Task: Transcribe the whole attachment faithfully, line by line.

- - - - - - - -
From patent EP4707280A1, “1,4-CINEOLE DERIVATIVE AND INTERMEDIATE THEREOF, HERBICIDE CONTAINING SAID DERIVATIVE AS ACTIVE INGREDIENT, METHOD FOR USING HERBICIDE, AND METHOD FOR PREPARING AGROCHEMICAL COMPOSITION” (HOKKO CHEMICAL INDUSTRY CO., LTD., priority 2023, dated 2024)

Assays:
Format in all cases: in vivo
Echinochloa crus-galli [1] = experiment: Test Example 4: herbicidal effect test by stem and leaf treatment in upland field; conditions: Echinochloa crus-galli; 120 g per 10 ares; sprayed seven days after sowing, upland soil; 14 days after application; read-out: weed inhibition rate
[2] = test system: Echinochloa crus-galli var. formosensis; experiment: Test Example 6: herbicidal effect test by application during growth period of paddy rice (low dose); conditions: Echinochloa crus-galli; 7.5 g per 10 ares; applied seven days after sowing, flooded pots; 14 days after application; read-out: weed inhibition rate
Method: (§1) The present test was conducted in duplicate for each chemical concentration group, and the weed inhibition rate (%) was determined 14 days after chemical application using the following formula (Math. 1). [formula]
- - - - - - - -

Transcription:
From patent EP4707280A1, “1,4-CINEOLE DERIVATIVE AND INTERMEDIATE THEREOF, HERBICIDE CONTAINING SAID DERIVATIVE AS ACTIVE INGREDIENT, METHOD FOR USING HERBICIDE, AND METHOD FOR PREPARING AGROCHEMICAL COMPOSITION” (HOKKO CHEMICAL INDUSTRY CO., LTD., priority 2023, dated 2024)

Assays:
Format in all cases: in vivo
Echinochloa crus-galli [1] = experiment: Test Example 4: herbicidal effect test by stem and leaf treatment in upland field; conditions: Echinochloa crus-galli; 120 g per 10 ares; sprayed seven days after sowing, upland soil; 14 days after application; read-out: weed inhibition rate
[2] = test system: Echinochloa crus-galli var. formosensis; experiment: Test Example 6: herbicidal effect test by application during growth period of paddy rice (low dose); conditions: Echinochloa crus-galli; 7.5 g per 10 ares; applied seven days after sowing, flooded pots; 14 days after application; read-out: weed inhibition rate
Method: (§1) The present test was conducted in duplicate for each chemical concentration group, and the weed inhibition rate (%) was determined 14 days after chemical application using the following formula (Math. 1). [formula]